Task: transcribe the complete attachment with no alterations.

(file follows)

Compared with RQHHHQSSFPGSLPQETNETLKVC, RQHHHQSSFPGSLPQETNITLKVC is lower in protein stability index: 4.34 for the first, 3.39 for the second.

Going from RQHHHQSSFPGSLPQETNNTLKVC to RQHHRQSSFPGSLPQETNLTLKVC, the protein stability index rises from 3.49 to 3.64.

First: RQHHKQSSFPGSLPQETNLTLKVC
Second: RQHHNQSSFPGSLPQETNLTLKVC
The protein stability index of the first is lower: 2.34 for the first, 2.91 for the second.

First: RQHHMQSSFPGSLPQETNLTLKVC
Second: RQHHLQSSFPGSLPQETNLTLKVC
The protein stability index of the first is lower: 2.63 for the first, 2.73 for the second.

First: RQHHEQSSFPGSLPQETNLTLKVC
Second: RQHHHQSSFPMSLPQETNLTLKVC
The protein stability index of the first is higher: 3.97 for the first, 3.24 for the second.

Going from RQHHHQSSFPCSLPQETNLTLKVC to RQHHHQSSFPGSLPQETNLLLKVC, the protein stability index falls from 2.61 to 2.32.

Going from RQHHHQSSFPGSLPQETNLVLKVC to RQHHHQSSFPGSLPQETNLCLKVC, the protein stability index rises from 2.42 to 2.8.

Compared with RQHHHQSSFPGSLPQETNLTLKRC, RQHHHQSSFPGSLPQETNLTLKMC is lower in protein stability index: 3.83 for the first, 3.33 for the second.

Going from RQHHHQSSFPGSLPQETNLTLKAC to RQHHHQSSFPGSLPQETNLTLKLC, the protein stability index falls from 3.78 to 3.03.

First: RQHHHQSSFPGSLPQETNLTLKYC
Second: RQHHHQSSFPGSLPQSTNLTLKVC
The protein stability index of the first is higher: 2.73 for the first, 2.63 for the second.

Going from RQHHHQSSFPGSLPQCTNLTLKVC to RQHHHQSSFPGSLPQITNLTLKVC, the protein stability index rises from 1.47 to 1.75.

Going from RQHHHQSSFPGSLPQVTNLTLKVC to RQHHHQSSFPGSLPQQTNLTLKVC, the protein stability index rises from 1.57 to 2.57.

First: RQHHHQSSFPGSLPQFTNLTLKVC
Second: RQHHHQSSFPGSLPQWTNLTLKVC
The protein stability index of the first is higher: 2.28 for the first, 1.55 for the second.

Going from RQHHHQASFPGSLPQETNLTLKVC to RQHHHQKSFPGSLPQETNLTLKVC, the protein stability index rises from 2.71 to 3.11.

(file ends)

Compared with RQHHHQSSFPGSLPQETNETLKVC, RQHHHQSSFPGSLPQETNITLKVC is lower in protein stability index: 4.34 for the first, 3.39 for the second.

Going from RQHHHQSSFPGSLPQETNNTLKVC to RQHHRQSSFPGSLPQETNLTLKVC, the protein stability index rises from 3.49 to 3.64.

First: RQHHKQSSFPGSLPQETNLTLKVC
Second: RQHHNQSSFPGSLPQETNLTLKVC
The protein stability index of the first is lower: 2.34 for the first, 2.91 for the second.

First: RQHHMQSSFPGSLPQETNLTLKVC
Second: RQHHLQSSFPGSLPQETNLTLKVC
The protein stability index of the first is lower: 2.63 for the first, 2.73 for the second.

First: RQHHEQSSFPGSLPQETNLTLKVC
Second: RQHHHQSSFPMSLPQETNLTLKVC
The protein stability index of the first is higher: 3.97 for the first, 3.24 for the second.

Going from RQHHHQSSFPCSLPQETNLTLKVC to RQHHHQSSFPGSLPQETNLLLKVC, the protein stability index falls from 2.61 to 2.32.

Going from RQHHHQSSFPGSLPQETNLVLKVC to RQHHHQSSFPGSLPQETNLCLKVC, the protein stability index rises from 2.42 to 2.8.

Compared with RQHHHQSSFPGSLPQETNLTLKRC, RQHHHQSSFPGSLPQETNLTLKMC is lower in protein stability index: 3.83 for the first, 3.33 for the second.

Going from RQHHHQSSFPGSLPQETNLTLKAC to RQHHHQSSFPGSLPQETNLTLKLC, the protein stability index falls from 3.78 to 3.03.

First: RQHHHQSSFPGSLPQETNLTLKYC
Second: RQHHHQSSFPGSLPQSTNLTLKVC
The protein stability index of the first is higher: 2.73 for the first, 2.63 for the second.

Going from RQHHHQSSFPGSLPQCTNLTLKVC to RQHHHQSSFPGSLPQITNLTLKVC, the protein stability index rises from 1.47 to 1.75.

Going from RQHHHQSSFPGSLPQVTNLTLKVC to RQHHHQSSFPGSLPQQTNLTLKVC, the protein stability index rises from 1.57 to 2.57.

First: RQHHHQSSFPGSLPQFTNLTLKVC
Second: RQHHHQSSFPGSLPQWTNLTLKVC
The protein stability index of the first is higher: 2.28 for the first, 1.55 for the second.

Going from RQHHHQASFPGSLPQETNLTLKVC to RQHHHQKSFPGSLPQETNLTLKVC, the protein stability index rises from 2.71 to 3.11.